Spicey Squash Soup Recipe

Autumn Harvest

This is an all time favourite at #wildbobshq and one that always comes out in the Autumn/Winter. There's a couple of stages to it but once you've got to grips with them you can vary this recipe to suit your tastes.


1 large or 2 small/medium squashes

1 tin coconut milk

1 pint stock (1/2 pint stock & 1/2 pint fresh orange juice? :)

2 x desert spoons of coconut oil

3 or 4 cloves of garlic

Salt & pepper (pinch of each)

Some spices....get creative!


Step 1 - Set the scene...

I don't know about you but I like to set the mood when I'm cooking... Something up beat and vibrant for fajitas, something fast, dancey and punchy when I'm making a stir fry... Anyway, for this one think chilled acoustic, wintery, woodsy vibes... My personal album of choice for this recipe is Bon Iver - For Emma, Forever Ago.

Next you need a large glass of your favourite red (this is really important for picking spices later, but it's also just nice to have a glass of red to hand when you're cooking!;)

Step 2 - Prepping for roasting...

Right, we're ready to cook so stick on your oven at 180 degrees to preheat. You'll need a couple of small/med squashes or 1 large squash. Any squash can be used in this recipe, just watch out for the skins. Some will blitz up fine in a food processor afterwards, others will leave little bits of plastic like flakes in your soup, not good. You can usually tell when you're chopping the squashes , but if in doubt, lose the skins.

So, top and tail the squash, peel if required, then chop in half. Scoop out the seeds leaving behind half a deseeded (peeled/unpeeled) squash. Then chop your squash halves into chunks. Think about an inch square and add to a baking tray. Then add a couple of desert spoons of coconut oil. Next a sprinkling of salt and pepper and add 3/4 whole cloves of garlic. Then take a large glug of your wine....ahhhh.....right, what can you taste. Is it earthy, is it spicey, is it fruity....? Then think of the smells and tastes of the spices you've got in the cupboard.. Earthy might warrant a nice dose of cumin seeds, some smoked paprika, chilliflakes and a hint of ginger. A fruity wine might have some fresh chilli's, a touch of cinnamon and a sprinkling of turmeric. The key thing here is not to over do it but try to remember what you did do and then change it next time if need be, or do it again if it works! You'd be left with a really nice soup if you didn't add any spices here and just had the coconut oil, garlic and salt and pepper in there... but, give it a try, be creative!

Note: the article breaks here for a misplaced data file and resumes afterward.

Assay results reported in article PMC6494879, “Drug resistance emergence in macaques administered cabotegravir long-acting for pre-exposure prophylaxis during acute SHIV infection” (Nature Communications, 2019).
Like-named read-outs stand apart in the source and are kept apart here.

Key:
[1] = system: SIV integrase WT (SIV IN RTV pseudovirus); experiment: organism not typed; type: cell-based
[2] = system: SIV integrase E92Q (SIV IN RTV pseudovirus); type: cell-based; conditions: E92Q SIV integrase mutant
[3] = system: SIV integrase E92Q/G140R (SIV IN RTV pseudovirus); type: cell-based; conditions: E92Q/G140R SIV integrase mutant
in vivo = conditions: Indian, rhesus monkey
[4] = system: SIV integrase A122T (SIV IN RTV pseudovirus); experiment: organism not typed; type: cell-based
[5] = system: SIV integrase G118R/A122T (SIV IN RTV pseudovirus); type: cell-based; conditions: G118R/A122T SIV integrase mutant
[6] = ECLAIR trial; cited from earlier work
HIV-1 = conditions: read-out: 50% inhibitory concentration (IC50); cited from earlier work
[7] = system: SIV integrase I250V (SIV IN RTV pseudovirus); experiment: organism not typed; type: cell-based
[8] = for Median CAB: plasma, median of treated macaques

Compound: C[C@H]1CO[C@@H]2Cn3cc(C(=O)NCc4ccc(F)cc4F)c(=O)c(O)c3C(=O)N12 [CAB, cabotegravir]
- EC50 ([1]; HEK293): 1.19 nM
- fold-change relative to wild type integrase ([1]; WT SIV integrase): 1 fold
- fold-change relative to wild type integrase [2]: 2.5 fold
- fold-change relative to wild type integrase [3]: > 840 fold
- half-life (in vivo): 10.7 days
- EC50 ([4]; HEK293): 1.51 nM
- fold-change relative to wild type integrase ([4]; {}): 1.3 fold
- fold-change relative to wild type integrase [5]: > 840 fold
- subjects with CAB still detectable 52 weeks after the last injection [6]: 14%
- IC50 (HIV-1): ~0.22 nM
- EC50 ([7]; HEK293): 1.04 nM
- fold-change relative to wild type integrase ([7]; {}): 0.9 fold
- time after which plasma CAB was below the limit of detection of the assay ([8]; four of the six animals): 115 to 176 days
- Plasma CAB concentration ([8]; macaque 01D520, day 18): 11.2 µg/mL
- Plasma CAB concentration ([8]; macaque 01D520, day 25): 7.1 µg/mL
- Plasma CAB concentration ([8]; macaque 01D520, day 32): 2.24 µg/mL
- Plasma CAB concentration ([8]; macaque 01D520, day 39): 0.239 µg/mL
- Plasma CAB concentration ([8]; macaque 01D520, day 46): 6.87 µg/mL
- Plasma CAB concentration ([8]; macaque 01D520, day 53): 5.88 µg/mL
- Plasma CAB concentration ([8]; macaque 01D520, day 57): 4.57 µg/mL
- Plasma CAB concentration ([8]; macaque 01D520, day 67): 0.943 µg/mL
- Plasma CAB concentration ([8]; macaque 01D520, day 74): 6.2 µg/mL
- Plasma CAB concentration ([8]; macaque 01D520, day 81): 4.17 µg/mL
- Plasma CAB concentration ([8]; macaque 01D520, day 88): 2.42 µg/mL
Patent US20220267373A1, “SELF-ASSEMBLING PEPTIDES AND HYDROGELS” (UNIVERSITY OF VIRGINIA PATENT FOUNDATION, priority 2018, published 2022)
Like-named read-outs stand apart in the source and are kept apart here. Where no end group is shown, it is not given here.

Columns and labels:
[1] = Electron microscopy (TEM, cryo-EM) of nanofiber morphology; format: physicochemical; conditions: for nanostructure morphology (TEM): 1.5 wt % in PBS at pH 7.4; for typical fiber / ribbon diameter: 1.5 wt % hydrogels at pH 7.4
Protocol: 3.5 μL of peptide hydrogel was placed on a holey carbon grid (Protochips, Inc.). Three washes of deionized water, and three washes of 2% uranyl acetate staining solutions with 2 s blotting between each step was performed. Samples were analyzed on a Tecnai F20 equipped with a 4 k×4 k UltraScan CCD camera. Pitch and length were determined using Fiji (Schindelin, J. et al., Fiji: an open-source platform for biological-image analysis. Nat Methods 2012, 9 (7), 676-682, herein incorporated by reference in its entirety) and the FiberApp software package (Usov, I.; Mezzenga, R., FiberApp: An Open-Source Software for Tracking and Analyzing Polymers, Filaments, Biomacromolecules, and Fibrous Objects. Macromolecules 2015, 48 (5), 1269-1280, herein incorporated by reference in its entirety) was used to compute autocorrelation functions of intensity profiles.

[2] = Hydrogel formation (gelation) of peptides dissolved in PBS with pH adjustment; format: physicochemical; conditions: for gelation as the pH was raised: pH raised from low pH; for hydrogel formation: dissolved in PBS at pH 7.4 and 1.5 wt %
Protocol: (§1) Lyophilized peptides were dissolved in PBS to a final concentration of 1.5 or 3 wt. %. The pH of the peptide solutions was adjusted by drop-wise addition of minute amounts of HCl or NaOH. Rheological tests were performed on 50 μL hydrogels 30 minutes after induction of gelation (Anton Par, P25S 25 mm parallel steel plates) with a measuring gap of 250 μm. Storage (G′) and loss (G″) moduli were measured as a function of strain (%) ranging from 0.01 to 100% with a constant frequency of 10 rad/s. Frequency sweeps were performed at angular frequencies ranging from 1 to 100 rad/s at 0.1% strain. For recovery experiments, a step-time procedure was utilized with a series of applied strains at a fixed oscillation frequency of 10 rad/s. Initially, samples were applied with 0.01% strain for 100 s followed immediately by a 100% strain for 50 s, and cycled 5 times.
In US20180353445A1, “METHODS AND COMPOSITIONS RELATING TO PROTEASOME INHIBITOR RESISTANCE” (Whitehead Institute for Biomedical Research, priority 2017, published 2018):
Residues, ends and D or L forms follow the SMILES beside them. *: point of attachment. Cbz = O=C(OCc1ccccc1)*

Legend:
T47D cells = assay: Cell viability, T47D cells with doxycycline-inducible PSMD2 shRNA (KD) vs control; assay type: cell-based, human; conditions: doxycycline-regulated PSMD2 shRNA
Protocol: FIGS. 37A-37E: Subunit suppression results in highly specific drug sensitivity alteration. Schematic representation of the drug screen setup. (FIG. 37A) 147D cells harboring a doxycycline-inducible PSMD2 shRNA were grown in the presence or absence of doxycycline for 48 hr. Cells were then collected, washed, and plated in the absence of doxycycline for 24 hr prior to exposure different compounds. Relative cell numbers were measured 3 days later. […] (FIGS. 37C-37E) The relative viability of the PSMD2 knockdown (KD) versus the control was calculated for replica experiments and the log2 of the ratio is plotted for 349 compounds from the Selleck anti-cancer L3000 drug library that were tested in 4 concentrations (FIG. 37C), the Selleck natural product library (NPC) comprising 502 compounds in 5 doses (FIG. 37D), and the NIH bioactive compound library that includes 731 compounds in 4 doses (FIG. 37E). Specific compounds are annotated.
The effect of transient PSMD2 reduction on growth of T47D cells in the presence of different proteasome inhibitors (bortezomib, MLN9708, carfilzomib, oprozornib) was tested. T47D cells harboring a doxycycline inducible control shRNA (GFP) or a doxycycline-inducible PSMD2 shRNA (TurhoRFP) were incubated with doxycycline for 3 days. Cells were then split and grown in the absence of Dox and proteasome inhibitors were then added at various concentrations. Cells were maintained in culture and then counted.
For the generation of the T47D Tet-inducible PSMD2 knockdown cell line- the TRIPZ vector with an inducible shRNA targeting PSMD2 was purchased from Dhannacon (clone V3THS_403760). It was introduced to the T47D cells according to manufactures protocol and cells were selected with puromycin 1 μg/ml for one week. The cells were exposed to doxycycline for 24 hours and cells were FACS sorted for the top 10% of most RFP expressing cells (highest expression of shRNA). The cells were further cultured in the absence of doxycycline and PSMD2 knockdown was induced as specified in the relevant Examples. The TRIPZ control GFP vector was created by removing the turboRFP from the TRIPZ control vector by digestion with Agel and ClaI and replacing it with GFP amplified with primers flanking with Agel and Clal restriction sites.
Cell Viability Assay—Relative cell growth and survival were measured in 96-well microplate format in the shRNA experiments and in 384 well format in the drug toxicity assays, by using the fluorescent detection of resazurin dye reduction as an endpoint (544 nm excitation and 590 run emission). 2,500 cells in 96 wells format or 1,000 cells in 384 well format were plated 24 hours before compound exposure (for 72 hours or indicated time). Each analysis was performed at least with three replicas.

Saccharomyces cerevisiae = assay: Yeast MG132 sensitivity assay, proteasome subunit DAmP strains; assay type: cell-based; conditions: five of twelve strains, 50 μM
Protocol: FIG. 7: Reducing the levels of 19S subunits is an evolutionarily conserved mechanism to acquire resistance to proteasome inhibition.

Step 3 - Roasting the squash...

Easy peasy, stick it in your oven (preheated at 180 degrees) and have another glug of wine and clear up. After 5 mins the coconut oil should be melted enough to toss your squash (ahem) to spread the spices and oil evenly to coat... Roast for another 30-40 mins checking and turning every 10 mins or so...probably just about got long enough to finish that large glass of red :)

When your squash is ready as it will start to brown around the edges and begin to fall apart when you shake the tray...take it out and turn the oven off, if you're using full fat coconut milk put your tin of coconut milk in the oven now so it comes out of the tin easier, remember to get it out after 5 mins, with oven gloves! And leave to cool a little before opening it. If the radiators are on, you can always stick it on the radiator at the beginning too...:)

Step 4 - The whizzz...

Now, add the roasted squash, the coconut milk and the stock to a food processor (can also be done in a large pan with a hand blender). You can also substitute some of the stock with a bit of fresh orange juice here if you want a sweeter soup? You might need another glass of wine here ;)

Once all the ingredients are in whizz them up! Your soup is ready! Serve with a nice chunk of rye bread and another large glass of your favourite red....mmmmm. This soup will also happily sit in the fridge and be reheated later on too..

This is definitely one that will add a bit of spice to your life as the nights start drawing in. It also gives us something to do with those squashes which are plentiful in the Autumn months...Enjoy! :)


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